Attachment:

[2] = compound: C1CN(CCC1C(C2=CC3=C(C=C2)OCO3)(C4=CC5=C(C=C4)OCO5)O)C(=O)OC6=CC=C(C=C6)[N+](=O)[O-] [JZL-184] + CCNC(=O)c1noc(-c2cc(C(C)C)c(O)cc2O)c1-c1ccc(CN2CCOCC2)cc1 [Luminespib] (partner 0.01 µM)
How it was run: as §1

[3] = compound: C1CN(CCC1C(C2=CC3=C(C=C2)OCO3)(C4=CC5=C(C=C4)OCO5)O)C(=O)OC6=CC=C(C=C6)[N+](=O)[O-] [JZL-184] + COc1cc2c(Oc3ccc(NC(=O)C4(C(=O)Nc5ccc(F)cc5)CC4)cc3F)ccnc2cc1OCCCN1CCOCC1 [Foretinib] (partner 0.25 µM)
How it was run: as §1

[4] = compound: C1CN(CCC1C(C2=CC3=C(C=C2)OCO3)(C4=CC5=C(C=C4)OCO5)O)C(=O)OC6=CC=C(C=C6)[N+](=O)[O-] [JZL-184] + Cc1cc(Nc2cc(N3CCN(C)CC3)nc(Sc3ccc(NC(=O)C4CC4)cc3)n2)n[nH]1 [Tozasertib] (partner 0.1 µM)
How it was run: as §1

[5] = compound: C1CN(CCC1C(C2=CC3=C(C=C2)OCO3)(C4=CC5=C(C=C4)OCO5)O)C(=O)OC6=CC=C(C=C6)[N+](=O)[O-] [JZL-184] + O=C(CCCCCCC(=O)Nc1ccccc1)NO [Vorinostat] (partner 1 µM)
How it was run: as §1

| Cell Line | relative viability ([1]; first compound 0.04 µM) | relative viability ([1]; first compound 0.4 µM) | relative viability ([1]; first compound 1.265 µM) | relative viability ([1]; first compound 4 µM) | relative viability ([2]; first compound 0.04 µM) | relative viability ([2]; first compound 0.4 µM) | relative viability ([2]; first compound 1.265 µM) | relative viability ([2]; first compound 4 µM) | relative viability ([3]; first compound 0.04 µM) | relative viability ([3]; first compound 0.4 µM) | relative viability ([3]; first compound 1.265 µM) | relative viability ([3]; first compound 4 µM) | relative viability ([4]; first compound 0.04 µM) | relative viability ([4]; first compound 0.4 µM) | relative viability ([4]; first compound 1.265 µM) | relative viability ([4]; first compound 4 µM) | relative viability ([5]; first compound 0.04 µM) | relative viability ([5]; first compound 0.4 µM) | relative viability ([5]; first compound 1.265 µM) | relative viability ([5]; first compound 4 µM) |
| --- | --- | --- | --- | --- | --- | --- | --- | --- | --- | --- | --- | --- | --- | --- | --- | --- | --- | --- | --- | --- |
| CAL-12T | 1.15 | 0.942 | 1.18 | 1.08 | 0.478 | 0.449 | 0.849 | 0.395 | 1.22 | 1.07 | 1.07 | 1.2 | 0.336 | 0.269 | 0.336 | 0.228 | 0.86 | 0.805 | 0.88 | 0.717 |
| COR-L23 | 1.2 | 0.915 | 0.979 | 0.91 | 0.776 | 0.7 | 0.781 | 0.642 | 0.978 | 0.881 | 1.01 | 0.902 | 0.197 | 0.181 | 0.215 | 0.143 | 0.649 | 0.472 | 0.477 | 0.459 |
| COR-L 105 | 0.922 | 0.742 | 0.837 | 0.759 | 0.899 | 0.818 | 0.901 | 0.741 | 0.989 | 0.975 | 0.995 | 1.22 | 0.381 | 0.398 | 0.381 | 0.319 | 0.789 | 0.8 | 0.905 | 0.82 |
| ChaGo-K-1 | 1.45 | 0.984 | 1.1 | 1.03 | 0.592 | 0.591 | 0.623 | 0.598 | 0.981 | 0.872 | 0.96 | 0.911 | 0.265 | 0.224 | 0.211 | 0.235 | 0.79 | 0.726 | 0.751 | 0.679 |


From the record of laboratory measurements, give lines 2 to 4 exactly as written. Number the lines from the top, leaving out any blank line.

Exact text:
How it was run: as §1

[3] = compound: C1CN(CCC1C(C2=CC3=C(C=C2)OCO3)(C4=CC5=C(C=C4)OCO5)O)C(=O)OC6=CC=C(C=C6)[N+](=O)[O-] [JZL-184] + COc1cc2c(Oc3ccc(NC(=O)C4(C(=O)Nc5ccc(F)cc5)CC4)cc3F)ccnc2cc1OCCCN1CCOCC1 [Foretinib] (partner 0.25 µM)
How it was run: as §1